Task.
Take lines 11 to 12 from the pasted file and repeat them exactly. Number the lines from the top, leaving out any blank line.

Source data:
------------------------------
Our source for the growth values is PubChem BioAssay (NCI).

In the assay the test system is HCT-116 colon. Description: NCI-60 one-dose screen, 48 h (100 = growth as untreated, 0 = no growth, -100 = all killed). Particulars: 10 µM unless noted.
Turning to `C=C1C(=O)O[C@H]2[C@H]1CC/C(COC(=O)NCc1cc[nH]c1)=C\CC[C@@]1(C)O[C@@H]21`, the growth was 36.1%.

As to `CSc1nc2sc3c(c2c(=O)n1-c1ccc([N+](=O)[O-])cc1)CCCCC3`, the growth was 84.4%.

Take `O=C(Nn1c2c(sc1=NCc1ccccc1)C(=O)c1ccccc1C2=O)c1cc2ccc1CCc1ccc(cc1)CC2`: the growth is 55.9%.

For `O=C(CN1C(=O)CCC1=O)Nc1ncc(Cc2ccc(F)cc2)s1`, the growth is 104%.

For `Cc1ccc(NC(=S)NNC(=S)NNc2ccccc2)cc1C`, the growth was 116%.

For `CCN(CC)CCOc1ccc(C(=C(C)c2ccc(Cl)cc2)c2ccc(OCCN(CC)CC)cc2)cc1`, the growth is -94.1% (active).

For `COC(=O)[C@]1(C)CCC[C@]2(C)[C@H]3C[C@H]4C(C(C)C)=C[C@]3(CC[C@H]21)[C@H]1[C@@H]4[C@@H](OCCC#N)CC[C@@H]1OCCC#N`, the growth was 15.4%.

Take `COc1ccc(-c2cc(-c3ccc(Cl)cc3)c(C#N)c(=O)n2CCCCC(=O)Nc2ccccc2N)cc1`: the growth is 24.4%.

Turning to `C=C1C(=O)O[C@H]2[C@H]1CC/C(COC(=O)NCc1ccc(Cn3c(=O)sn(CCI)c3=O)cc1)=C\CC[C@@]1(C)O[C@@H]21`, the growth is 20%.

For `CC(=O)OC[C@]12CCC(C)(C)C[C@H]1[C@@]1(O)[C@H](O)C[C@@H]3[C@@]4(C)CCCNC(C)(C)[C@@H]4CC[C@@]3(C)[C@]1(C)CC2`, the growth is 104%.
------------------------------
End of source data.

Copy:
Turning to `C=C1C(=O)O[C@H]2[C@H]1CC/C(COC(=O)NCc1ccc(Cn3c(=O)sn(CCI)c3=O)cc1)=C\CC[C@@]1(C)O[C@@H]21`, the growth is 20%.

For `CC(=O)OC[C@]12CCC(C)(C)C[C@H]1[C@@]1(O)[C@H](O)C[C@@H]3[C@@]4(C)CCCNC(C)(C)[C@@H]4CC[C@@]3(C)[C@]1(C)CC2`, the growth is 104%.